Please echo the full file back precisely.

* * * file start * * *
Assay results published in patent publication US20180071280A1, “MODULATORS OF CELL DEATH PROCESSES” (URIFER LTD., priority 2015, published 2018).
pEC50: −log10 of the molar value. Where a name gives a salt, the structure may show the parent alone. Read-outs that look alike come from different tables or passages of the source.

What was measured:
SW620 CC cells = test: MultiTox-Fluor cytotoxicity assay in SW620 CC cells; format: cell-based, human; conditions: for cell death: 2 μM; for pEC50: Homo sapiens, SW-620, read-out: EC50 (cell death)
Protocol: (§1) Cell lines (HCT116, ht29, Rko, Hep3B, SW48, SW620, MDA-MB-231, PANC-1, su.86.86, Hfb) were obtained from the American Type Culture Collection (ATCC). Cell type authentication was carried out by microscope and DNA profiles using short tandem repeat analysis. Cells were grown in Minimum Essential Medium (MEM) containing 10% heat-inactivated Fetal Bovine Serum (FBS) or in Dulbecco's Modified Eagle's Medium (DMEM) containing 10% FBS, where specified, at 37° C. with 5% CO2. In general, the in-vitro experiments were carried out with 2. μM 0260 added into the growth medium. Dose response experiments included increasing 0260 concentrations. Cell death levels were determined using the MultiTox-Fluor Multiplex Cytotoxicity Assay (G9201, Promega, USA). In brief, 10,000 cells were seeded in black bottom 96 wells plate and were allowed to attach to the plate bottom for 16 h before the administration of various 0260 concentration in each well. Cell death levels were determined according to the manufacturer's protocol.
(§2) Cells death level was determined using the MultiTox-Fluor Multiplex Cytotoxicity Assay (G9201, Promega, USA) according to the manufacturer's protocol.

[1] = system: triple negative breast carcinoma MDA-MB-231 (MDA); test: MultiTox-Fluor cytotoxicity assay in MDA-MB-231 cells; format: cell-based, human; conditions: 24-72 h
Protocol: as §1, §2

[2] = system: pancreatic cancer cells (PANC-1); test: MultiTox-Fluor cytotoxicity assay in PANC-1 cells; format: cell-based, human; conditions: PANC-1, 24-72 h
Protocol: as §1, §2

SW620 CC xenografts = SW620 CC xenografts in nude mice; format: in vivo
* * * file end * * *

Assay results published in patent publication US20180071280A1, “MODULATORS OF CELL DEATH PROCESSES” (URIFER LTD., priority 2015, published 2018).
pEC50: −log10 of the molar value. Where a name gives a salt, the structure may show the parent alone. Read-outs that look alike come from different tables or passages of the source.

What was measured:
SW620 CC cells = test: MultiTox-Fluor cytotoxicity assay in SW620 CC cells; format: cell-based, human; conditions: for cell death: 2 μM; for pEC50: Homo sapiens, SW-620, read-out: EC50 (cell death)
Protocol: (§1) Cell lines (HCT116, ht29, Rko, Hep3B, SW48, SW620, MDA-MB-231, PANC-1, su.86.86, Hfb) were obtained from the American Type Culture Collection (ATCC). Cell type authentication was carried out by microscope and DNA profiles using short tandem repeat analysis. Cells were grown in Minimum Essential Medium (MEM) containing 10% heat-inactivated Fetal Bovine Serum (FBS) or in Dulbecco's Modified Eagle's Medium (DMEM) containing 10% FBS, where specified, at 37° C. with 5% CO2. In general, the in-vitro experiments were carried out with 2. μM 0260 added into the growth medium. Dose response experiments included increasing 0260 concentrations. Cell death levels were determined using the MultiTox-Fluor Multiplex Cytotoxicity Assay (G9201, Promega, USA). In brief, 10,000 cells were seeded in black bottom 96 wells plate and were allowed to attach to the plate bottom for 16 h before the administration of various 0260 concentration in each well. Cell death levels were determined according to the manufacturer's protocol.
(§2) Cells death level was determined using the MultiTox-Fluor Multiplex Cytotoxicity Assay (G9201, Promega, USA) according to the manufacturer's protocol.

[1] = system: triple negative breast carcinoma MDA-MB-231 (MDA); test: MultiTox-Fluor cytotoxicity assay in MDA-MB-231 cells; format: cell-based, human; conditions: 24-72 h
Protocol: as §1, §2

[2] = system: pancreatic cancer cells (PANC-1); test: MultiTox-Fluor cytotoxicity assay in PANC-1 cells; format: cell-based, human; conditions: PANC-1, 24-72 h
Protocol: as §1, §2

SW620 CC xenografts = SW620 CC xenografts in nude mice; format: in vivo